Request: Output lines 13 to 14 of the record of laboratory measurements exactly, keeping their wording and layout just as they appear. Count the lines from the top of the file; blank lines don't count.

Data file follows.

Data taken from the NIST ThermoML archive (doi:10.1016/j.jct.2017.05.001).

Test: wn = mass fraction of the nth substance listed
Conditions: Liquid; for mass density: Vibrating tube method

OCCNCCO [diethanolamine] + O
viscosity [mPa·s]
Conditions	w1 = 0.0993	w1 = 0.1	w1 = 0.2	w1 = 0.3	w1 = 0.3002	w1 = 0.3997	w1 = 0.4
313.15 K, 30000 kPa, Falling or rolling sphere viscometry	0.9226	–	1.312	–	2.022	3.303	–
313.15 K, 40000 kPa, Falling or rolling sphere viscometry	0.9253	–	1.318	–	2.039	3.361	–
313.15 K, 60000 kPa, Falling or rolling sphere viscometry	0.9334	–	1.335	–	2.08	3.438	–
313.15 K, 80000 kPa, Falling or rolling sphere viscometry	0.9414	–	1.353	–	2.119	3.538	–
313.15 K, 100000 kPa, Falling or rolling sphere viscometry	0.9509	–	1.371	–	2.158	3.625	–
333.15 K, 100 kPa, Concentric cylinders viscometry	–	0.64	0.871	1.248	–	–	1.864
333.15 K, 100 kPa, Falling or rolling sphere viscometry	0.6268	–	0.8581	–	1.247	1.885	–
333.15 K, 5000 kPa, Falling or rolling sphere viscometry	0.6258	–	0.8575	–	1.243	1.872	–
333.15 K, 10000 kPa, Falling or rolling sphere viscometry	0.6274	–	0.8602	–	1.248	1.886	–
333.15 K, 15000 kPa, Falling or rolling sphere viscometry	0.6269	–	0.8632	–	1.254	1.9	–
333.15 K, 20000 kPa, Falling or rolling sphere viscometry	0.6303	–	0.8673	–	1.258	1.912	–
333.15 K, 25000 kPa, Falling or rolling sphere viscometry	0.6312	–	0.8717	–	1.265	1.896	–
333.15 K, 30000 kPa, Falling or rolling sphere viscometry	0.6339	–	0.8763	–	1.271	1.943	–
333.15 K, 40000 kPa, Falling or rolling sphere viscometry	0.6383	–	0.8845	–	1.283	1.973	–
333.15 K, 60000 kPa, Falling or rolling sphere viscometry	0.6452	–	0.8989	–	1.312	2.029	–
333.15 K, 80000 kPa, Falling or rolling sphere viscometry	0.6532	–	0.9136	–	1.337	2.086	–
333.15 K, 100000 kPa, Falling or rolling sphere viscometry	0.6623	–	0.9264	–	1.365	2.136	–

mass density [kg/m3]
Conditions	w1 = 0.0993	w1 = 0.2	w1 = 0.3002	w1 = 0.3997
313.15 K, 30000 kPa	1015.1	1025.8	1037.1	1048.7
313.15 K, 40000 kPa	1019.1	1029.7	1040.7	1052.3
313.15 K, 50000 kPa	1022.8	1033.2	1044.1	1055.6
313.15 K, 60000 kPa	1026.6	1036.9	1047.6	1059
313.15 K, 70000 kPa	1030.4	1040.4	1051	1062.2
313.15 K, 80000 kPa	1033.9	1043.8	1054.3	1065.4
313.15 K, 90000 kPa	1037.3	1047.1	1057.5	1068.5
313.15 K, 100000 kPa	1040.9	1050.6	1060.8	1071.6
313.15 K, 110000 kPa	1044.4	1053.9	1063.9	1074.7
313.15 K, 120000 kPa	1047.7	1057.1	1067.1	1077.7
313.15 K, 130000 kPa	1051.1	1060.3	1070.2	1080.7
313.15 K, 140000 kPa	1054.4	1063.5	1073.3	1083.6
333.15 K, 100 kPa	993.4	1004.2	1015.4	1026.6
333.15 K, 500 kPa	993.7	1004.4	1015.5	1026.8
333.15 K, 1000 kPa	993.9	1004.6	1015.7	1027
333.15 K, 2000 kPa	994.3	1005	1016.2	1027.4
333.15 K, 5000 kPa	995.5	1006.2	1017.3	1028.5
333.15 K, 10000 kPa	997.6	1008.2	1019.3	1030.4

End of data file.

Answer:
333.15 K, 100 kPa, Falling or rolling sphere viscometry	0.6268	–	0.8581	–	1.247	1.885	–
333.15 K, 5000 kPa, Falling or rolling sphere viscometry	0.6258	–	0.8575	–	1.243	1.872	–